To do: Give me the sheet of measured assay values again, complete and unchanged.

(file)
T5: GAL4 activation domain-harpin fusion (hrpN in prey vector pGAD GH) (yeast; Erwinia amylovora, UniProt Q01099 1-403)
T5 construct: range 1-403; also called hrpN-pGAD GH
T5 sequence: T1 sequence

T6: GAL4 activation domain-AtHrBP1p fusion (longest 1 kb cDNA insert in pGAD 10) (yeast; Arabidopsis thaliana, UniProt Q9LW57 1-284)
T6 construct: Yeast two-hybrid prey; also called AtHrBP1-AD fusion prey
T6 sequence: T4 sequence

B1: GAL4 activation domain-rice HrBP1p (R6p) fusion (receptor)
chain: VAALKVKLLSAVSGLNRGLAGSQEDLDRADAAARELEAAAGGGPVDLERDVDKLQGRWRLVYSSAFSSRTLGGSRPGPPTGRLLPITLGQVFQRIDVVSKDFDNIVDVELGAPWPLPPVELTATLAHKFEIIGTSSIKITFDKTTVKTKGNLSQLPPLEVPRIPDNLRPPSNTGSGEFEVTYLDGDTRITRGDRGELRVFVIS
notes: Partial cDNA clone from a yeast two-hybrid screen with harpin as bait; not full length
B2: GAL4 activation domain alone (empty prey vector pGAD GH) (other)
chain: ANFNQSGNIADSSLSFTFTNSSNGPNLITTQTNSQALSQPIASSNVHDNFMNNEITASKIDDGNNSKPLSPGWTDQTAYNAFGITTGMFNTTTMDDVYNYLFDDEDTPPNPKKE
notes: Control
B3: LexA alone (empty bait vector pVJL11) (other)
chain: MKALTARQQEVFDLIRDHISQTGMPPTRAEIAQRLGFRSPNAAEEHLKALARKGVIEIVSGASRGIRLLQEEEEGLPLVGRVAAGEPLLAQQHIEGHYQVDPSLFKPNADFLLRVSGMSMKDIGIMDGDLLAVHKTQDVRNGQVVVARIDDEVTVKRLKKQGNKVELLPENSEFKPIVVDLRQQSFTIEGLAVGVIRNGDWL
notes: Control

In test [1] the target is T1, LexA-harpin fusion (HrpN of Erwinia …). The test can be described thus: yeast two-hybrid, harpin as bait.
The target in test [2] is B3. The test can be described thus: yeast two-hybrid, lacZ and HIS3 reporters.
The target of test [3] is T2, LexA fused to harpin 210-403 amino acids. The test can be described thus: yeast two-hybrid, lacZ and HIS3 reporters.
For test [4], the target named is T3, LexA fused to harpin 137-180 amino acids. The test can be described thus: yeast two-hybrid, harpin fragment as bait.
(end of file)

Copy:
T5: GAL4 activation domain-harpin fusion (hrpN in prey vector pGAD GH) (yeast; Erwinia amylovora, UniProt Q01099 1-403)
T5 construct: range 1-403; also called hrpN-pGAD GH
T5 sequence: T1 sequence

T6: GAL4 activation domain-AtHrBP1p fusion (longest 1 kb cDNA insert in pGAD 10) (yeast; Arabidopsis thaliana, UniProt Q9LW57 1-284)
T6 construct: Yeast two-hybrid prey; also called AtHrBP1-AD fusion prey
T6 sequence: T4 sequence

B1: GAL4 activation domain-rice HrBP1p (R6p) fusion (receptor)
chain: VAALKVKLLSAVSGLNRGLAGSQEDLDRADAAARELEAAAGGGPVDLERDVDKLQGRWRLVYSSAFSSRTLGGSRPGPPTGRLLPITLGQVFQRIDVVSKDFDNIVDVELGAPWPLPPVELTATLAHKFEIIGTSSIKITFDKTTVKTKGNLSQLPPLEVPRIPDNLRPPSNTGSGEFEVTYLDGDTRITRGDRGELRVFVIS
notes: Partial cDNA clone from a yeast two-hybrid screen with harpin as bait; not full length
B2: GAL4 activation domain alone (empty prey vector pGAD GH) (other)
chain: ANFNQSGNIADSSLSFTFTNSSNGPNLITTQTNSQALSQPIASSNVHDNFMNNEITASKIDDGNNSKPLSPGWTDQTAYNAFGITTGMFNTTTMDDVYNYLFDDEDTPPNPKKE
notes: Control
B3: LexA alone (empty bait vector pVJL11) (other)
chain: MKALTARQQEVFDLIRDHISQTGMPPTRAEIAQRLGFRSPNAAEEHLKALARKGVIEIVSGASRGIRLLQEEEEGLPLVGRVAAGEPLLAQQHIEGHYQVDPSLFKPNADFLLRVSGMSMKDIGIMDGDLLAVHKTQDVRNGQVVVARIDDEVTVKRLKKQGNKVELLPENSEFKPIVVDLRQQSFTIEGLAVGVIRNGDWL
notes: Control

In test [1] the target is T1, LexA-harpin fusion (HrpN of Erwinia …). The test can be described thus: yeast two-hybrid, harpin as bait.
The target in test [2] is B3. The test can be described thus: yeast two-hybrid, lacZ and HIS3 reporters.
The target of test [3] is T2, LexA fused to harpin 210-403 amino acids. The test can be described thus: yeast two-hybrid, lacZ and HIS3 reporters.
For test [4], the target named is T3, LexA fused to harpin 137-180 amino acids. The test can be described thus: yeast two-hybrid, harpin fragment as bait.